Skip to: Content
Skip to: Site Navigation
Skip to: Search

Windows 8.1 – out now – re-starts the Microsoft OS

After Windows 8 flummoxed some customers with its tablet/PC hybrid design, Microsoft answered with Windows 8.1, an update that addressed customer complaints while keeping an eye to the multi-tasking ability of tablets.

By Contributor / October 17, 2013

Microsoft previewed Windows 8.1, an update to its flagship operating system, at the Build developers conference this week. Here, Microsoft chief executive Steve Ballmer addresses the crowd at the conference.

Jeff Chiu/AP


When Windows 8 was born just last year, Microsoft hoped it would bridge the gap between desktop and tablet software by creating one system that could run on both. However, many people think the software failed to cater fully to either the PC's or the tablet’s needs.

Skip to next paragraph

On Thursday, Microsoft responded to customers by releasing Windows 8.1. This time around, Microsoft addressed some key complaints and further pushed its dual-purpose software. But will it be enough to convert the skeptics?

Windows 8.1 still stays true to its original goal as software for PCs and tablets (and the increasingly gray space in between) noted by its dual home screens: a tile-based, touch-screen-enabled option for tablet users, and traditional desktop screen enabled for a keyboard and mouse.  The desktop screen also includes the return of the iconic “Start” button, which was noticeably missing from Windows 8. Though when you press it now, it launches the tile screen where you can toggle to different apps and functions, rather than a pop-up menu.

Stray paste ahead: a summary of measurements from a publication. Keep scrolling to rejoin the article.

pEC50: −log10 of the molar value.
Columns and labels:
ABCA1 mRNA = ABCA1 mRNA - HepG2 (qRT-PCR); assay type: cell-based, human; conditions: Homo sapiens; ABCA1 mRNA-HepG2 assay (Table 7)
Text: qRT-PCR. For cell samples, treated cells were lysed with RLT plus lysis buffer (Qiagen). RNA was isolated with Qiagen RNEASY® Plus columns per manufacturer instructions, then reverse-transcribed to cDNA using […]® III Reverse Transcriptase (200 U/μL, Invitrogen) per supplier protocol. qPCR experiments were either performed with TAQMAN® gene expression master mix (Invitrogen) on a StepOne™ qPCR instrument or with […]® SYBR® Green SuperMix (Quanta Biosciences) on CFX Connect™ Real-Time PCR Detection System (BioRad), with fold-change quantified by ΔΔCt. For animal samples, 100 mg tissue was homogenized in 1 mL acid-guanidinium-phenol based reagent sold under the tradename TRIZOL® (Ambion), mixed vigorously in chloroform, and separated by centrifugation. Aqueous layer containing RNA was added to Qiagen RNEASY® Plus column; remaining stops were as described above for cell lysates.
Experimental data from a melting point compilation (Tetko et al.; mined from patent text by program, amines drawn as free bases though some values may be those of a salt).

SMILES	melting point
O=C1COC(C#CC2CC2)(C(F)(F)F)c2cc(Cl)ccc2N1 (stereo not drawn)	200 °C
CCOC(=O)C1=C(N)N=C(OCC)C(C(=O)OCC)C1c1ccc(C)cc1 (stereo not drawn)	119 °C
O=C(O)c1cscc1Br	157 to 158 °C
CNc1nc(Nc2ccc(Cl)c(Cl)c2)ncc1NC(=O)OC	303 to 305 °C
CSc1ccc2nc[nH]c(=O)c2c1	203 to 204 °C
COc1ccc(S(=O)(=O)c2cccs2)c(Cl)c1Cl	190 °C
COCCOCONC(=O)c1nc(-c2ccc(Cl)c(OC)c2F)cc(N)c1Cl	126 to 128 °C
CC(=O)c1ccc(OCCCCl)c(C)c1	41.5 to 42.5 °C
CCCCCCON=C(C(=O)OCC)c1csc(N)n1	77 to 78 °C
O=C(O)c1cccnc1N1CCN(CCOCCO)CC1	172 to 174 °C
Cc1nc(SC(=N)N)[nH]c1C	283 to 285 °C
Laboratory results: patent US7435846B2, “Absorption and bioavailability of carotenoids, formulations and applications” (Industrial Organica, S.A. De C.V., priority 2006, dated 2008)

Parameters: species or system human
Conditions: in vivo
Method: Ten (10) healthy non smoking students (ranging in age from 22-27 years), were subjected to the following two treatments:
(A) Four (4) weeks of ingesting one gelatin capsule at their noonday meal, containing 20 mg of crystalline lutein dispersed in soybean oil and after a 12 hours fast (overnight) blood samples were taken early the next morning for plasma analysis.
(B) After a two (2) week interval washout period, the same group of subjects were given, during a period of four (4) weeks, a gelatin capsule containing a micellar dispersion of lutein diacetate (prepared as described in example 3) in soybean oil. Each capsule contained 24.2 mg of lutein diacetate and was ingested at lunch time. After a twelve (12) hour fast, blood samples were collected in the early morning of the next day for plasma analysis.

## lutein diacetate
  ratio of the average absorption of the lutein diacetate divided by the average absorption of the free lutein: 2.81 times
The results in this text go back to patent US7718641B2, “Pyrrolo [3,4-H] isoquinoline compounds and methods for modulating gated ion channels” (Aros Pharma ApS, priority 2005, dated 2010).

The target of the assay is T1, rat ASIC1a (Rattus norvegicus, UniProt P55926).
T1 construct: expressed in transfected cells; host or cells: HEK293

This Windows update also offers the option for a desktop boot-up, meaning if a company does not have touch-screen devices, the computer will automatically begin at the traditional desktop screen – another complaint many had about Windows 8.

The package comes loaded with new features that make it easier to multi-task between apps. Users can now have up to four apps open at a time on large screen devices (two on tablets) and users can change the size of apps by sliding the edges back and forth. Certain apps, such as Skype, can also be accessed even in lock screen mode, and all apps auto-update, which means there are no more frequent notifications from the Windows store. Users can also have unlimited tabs open and can have two websites open side-by-side.

In addition, Microsoft is experimenting with gesture-controlled apps, like a virtual cookbook that lets you turn the page by waving your hand in front of the front-facing camera – a welcome addition for those who don’t want their touch-screens getting sticky.

A few complaints remain. Not all apps have been configured to the size-changing feature on Windows 8.1, and the dual home-screen option takes some getting used to. But easier multi-tasking and innovative app manipulation could give Microsoft a needed boost in the growing tablet world.

Windows 8.1 is available on Thursday as a free update for anyone with Windows 8. Devices outfitted with 8.1 go on sale Friday.


  • Weekly review of global news and ideas
  • Balanced, insightful and trustworthy
  • Subscribe in print or digital

Special Offer


Doing Good


What happens when ordinary people decide to pay it forward? Extraordinary change...

Danny Bent poses at the starting line of the Boston Marathon in Hopkinton, Mass.

After the Boston Marathon bombings, Danny Bent took on a cross-country challenge

The athlete-adventurer co-founded a relay run called One Run for Boston that started in Los Angeles and ended at the marathon finish line to raise funds for victims.

Become a fan! Follow us! Google+ YouTube See our feeds!